Recently in Globalization/Diversity Category

Breaking and Mending Your Students' Heart in Anthropology

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One of the more interesting themes I'm seeing in my music Coursera course is the theme of re-examning world music through different eyes. Like most students in the course, I decided to join the course because I am interested in learning more about non-Western music.

The good news is that I am being exposed to some very interesting and beautiful musical pieces. The bad news is that now it comes with a heavier burden of trying to reconcile innocent musical pleasure with the real world repercussions that musicians from many minority cultures face.

Breaking Hearts

To give you an idea of our World Music course so far, I can tell you that:

  • Week 1 pointed out that few listeners of popular Gregorian chant understand how it relates to an actual monastic ritual
  • Week 2 pointed out that on Paul Simon's Graceland album, some of the African musicans felt slighted. Some songs also de-Africanized the original recordings quite a bit.

OK....I wanted to learn more about world music, but did I want to learn this much? Maybe not, but I do have to acknowledge that I have enjoyed Gregorian chants without absolutely no thought of honoring the original intent. It's all about the soothing music.

This is an issue faced by teachers in many related disciplines including linguistics. In linguistics I often to explain:

  • Double negatives aren't really bad grammar - just rejected by the elite (that's élite).
  • Tracing linguistics and archaeology - except when it re-ignites an ethnic conflict.
  • And my favorite - just because a language doesn't have pronouns for "he" and "she" does NOT mean their society has eliminated gender discrimination.

Yikes! If you were hoping to just learn a little bit of etymology or a few dialect words in my class, you are going to be disappointed.

Mending Hearts?

Does this mean that I'm asking you to give up the joys of Shakespeare and Jane Austen? Or the joys of listening to Graceland and meditative chant? Actually it doesn't. What I want, and what I think the Coursera World Music instructors want is to develop alternative points of view, even if it's a little painful. It is a reality that we are educating students so that they can enter into different spheres of influence. Is it any wonder we want them to do "right" when they get there?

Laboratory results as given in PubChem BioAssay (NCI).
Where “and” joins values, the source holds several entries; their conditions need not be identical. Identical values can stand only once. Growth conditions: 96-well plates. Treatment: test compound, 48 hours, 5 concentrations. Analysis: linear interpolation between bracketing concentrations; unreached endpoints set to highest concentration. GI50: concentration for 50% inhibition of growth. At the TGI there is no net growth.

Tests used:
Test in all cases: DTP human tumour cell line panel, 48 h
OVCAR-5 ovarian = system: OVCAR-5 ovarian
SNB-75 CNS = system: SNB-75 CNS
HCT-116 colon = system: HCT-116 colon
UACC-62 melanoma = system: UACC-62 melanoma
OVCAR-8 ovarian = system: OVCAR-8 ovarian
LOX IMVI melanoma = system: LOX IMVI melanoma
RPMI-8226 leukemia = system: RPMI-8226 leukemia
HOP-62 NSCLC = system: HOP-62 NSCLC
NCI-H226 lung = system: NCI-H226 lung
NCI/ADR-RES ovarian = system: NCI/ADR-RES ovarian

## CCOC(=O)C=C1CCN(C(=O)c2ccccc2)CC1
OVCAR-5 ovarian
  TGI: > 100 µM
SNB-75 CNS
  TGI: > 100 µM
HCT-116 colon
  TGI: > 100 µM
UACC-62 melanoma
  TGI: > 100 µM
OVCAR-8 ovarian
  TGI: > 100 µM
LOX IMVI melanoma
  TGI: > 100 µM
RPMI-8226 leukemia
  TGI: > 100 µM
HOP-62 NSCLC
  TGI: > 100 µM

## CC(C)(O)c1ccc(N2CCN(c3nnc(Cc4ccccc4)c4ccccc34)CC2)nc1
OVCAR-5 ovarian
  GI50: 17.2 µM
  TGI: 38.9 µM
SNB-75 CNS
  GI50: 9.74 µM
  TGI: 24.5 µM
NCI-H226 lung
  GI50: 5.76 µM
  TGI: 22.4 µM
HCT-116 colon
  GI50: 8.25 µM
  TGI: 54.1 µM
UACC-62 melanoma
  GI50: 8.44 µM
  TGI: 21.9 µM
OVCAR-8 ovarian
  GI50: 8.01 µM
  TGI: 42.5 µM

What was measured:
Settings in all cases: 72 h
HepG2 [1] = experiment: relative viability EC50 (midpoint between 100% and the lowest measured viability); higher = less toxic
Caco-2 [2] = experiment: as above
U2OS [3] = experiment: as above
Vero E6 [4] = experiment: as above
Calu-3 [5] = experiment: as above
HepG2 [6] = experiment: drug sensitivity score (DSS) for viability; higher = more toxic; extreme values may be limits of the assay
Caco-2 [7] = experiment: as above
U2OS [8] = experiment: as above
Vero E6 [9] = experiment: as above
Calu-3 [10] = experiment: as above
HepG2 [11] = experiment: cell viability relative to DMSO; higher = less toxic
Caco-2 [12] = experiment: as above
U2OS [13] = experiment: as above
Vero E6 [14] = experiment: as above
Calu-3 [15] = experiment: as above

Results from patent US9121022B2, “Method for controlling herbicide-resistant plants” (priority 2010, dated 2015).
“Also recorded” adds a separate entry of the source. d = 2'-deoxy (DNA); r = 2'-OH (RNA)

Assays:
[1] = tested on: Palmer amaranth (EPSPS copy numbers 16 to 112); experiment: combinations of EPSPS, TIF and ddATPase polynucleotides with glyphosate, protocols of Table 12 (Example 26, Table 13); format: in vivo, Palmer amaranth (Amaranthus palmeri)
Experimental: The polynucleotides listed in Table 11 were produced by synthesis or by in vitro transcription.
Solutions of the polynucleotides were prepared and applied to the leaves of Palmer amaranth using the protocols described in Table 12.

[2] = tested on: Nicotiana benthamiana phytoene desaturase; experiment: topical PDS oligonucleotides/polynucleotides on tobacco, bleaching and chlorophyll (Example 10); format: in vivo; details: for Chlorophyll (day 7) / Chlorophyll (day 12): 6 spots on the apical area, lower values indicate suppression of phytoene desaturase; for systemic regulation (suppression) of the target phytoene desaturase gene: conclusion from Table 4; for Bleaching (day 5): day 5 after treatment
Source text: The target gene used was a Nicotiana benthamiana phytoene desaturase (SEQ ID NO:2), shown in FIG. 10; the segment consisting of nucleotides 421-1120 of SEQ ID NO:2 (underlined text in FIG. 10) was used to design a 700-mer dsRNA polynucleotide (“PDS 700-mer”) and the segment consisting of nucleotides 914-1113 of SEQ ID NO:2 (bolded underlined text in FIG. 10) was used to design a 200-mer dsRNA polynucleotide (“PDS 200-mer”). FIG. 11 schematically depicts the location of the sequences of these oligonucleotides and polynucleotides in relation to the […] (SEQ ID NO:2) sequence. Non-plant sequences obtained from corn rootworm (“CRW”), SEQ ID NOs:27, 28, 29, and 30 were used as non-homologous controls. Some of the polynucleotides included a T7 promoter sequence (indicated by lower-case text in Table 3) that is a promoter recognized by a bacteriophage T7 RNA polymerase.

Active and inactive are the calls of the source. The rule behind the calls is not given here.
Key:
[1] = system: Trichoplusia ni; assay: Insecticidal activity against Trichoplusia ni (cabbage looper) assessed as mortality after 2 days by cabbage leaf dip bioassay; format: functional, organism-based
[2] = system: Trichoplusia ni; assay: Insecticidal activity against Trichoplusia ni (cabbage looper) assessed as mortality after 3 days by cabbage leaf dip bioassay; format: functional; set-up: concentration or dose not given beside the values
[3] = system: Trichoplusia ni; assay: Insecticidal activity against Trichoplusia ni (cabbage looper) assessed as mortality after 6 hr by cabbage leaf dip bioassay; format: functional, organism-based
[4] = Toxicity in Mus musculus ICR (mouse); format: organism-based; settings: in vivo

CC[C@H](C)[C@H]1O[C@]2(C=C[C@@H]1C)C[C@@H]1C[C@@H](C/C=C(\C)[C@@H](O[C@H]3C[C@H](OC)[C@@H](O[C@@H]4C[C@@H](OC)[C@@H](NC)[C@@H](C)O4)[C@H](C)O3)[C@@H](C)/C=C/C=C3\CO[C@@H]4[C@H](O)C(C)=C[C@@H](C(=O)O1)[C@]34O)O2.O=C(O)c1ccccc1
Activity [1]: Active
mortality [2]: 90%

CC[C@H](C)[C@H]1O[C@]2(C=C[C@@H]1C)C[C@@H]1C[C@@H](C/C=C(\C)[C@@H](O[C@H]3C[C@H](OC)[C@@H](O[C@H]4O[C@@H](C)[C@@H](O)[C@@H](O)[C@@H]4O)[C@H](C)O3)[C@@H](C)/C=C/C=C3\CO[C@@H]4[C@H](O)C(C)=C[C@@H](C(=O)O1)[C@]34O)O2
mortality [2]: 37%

At this point, I can appreciate the Gregorian chant albums, and also the parodies? Sometimes maturity means understanding irony. And I do admit that learning about this cultural context of different world musics helps me understand them more than I would just listening naively. In fact, I had an interesting insight into opera recently which I had previously loathed. I can't promise I will be a fan, but I could probably appreciate a performance now if I had to experience it.

However, as instructors we also have to recognize that the views we are trying to change are not always maliciously meant. I'm someone who instinctively enjoys music without trying to understand the lyrics. Does that make me a bad person?

Many white Americans are interested in focusing on tracing their origins back to ancient Scotland or Anglo-Saxon England because it is an authentic part of their past. Aren't we all interested in our own history?

I do think it's important to expose mainstream students (code for white students in the U.S.) to alternative points of view without overburdening them with so much guilt they can't appreciate the positives of their own cultures. It's just as important as helping minority cultures understand their own positive accomplishments without being overly burdened with a tragic destiny. A little bittersweetness for everyone?

A Good Role Model

A person who's done a really good of this balancing act is Henry Louis Gates. If you haven't seen his PBS series Finding Your Roots you are missing good television.

The first series traces the geneology of various celebrities ranging from Kevin Bacon and Martha Stewart to Condaleeza Rice and Linda Chavez. The most amazing facts and stories came out and almost all of it was a mix of good and bad. Almost everyone had a juicy skeleton in the closet (there's been a lot of interacial mixing in our history), but also learned amazing revelations at what their ancestors did accomplish.

By the way, the person whose European ancestors arrived the earliest in North America ended up being Linda Chavez whose roots were from New Mexico. Her family arrived when it was still a colony of Spain and remained there even as the Mexican border got pushed much further south. They were also influential in the area for many generations.